8. Add milk, clams, salt, and pepper to the pan of vegetables.  Fit this smaller pan into the larger pot, so it sits above the boiling water (see photo).  Watch water level while cooking to make sure water doesn’t boil dry.  Cook chowder until potatoes are soft, about 50 minutes.
  9. Beat in roux (butter/flour mixture) with a big spoon, cooking 5 more minutes, or until soup is thickened.  Stir constantly.
  10. Adjust seasonings and serve.  You may freeze leftovers.  When you heat thawed chowder, it will be of a thinner consistency.  If desired, you may thicken with a small amount of roux-about 1 tbsp of melted butter cooked with an equal amount of flour.  This amount will be adequate to thicken 4 leftover servings; see step 3 for details on thickening with roux.
  11. I am passionate about this soup!

Serungdeng Kacang

serungdeng kacang

serungdeng kacang

The condiment serungdeng kacang first completed my food in the early 1980’s, when I was catering historical events in Billings, Montana.  In those days, I sought recipes that allowed me to offer thematic meals from diverse cultures and times. To my joy, I discovered a host of receipts from Indonesia; thus, I presented an Indonesian rijsttafel to my eager audiences.

I loved to act in my youth and knew the Billings’ theatrical community well.  As an aside, actors often make a living in the restaurant business; they are adept at waiting tables.  Then my creative dinners needed both excellent service and improvisation.  An incredible fit was made with my Billings’ thespian friends; thus, I frequently employed them in my catered dramas.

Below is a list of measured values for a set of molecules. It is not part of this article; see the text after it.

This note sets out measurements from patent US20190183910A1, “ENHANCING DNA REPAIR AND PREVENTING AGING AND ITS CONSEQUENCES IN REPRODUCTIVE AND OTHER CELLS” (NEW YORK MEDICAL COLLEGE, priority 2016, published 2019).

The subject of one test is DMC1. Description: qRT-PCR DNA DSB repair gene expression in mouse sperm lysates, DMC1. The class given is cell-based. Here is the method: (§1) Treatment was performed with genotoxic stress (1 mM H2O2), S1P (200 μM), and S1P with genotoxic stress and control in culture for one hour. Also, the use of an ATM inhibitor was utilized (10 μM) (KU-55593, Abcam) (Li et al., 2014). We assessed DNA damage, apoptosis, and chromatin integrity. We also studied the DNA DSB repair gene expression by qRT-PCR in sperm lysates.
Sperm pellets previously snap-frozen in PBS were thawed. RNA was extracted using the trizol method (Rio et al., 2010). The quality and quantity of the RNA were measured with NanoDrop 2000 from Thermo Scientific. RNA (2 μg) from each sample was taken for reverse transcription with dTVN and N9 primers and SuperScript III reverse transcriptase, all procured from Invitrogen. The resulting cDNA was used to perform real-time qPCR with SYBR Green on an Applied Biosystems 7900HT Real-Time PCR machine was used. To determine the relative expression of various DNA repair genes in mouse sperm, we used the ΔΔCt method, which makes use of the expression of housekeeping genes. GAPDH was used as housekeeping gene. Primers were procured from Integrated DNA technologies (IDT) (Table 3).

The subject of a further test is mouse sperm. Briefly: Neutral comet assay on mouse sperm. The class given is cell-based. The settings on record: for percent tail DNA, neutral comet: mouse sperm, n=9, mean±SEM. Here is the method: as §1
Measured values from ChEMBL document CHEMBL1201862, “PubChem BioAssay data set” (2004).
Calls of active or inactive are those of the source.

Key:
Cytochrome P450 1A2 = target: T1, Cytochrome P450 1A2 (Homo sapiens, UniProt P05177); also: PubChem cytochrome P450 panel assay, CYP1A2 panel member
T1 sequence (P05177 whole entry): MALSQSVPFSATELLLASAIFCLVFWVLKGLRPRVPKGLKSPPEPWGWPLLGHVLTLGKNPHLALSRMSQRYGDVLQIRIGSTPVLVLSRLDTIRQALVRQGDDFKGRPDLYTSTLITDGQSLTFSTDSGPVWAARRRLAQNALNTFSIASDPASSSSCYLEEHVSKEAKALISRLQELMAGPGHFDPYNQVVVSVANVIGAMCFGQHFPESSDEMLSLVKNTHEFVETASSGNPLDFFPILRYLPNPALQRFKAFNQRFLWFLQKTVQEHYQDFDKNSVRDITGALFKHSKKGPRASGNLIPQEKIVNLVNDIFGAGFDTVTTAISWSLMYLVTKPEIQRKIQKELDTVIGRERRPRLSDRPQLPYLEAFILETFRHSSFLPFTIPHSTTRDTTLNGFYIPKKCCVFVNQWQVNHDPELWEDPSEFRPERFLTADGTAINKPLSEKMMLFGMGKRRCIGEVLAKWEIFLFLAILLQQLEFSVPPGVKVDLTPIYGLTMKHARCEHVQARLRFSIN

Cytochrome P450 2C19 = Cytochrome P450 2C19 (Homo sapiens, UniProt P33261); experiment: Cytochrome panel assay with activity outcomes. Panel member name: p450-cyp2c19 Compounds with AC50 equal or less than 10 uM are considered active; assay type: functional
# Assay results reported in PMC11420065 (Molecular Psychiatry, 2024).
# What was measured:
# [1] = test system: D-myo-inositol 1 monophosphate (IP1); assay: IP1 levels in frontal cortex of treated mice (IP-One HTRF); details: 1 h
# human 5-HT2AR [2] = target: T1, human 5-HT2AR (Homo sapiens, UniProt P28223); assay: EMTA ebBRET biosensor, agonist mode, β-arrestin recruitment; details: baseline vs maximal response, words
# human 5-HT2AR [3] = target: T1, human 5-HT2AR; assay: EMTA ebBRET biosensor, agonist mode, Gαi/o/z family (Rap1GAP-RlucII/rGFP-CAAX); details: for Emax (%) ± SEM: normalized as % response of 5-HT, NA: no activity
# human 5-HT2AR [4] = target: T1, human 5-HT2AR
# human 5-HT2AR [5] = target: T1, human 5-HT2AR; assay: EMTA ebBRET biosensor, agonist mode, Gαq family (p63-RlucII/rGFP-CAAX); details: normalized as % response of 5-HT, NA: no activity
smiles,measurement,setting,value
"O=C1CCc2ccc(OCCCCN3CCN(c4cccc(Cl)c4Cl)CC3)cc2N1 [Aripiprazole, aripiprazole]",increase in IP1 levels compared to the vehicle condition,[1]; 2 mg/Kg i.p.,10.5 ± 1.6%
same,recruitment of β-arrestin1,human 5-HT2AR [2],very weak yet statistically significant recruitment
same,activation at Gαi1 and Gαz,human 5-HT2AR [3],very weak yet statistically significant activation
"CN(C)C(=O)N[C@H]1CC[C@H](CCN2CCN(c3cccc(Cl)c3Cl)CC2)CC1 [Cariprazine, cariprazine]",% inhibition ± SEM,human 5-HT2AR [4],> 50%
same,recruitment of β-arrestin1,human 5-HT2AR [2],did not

My favorite memory, using this partnership, was a fundraiser for the Billings’ Children’s Theatre: I presented an authentic Moroccan dinner, for a staged “Night at Rick’s Place”.  The five winning tickets from those auctioned off-each with their three guests-were transported back to World War II in the theatre’s upstairs; this large room had been converted into Rick’s Place, from the movie Casablanca.  It was furnished with a bar off to one side of the restaurant, which consisted of five tables of four, clothed with white linen.  The city’s leading actors peopled the bar scene.  More of these, dressed in tuxedos, served the unsuspecting partakers in this suspense.

Broadway arts resulted!  Numerous brawls took place in the bar; the Gestapo arrived; guests were pick-pocketed, and on and on…Talk about fun.

My part was the researched Moroccan meal.  That afternoon, after weeks of cooking, I showed up for the final preparations in the theatre’s limited kitchen. Behold, the limits escalated upon my arrival-the stove wasn’t working!  The true test of my creativity came.  However, God’s grace broke through: makeshift occurred as a call went out and citizens brought in hot plates.  The meal came off triumphantly: I, in a Moroccan dress, told the innocent company the colorful history as each dish was served.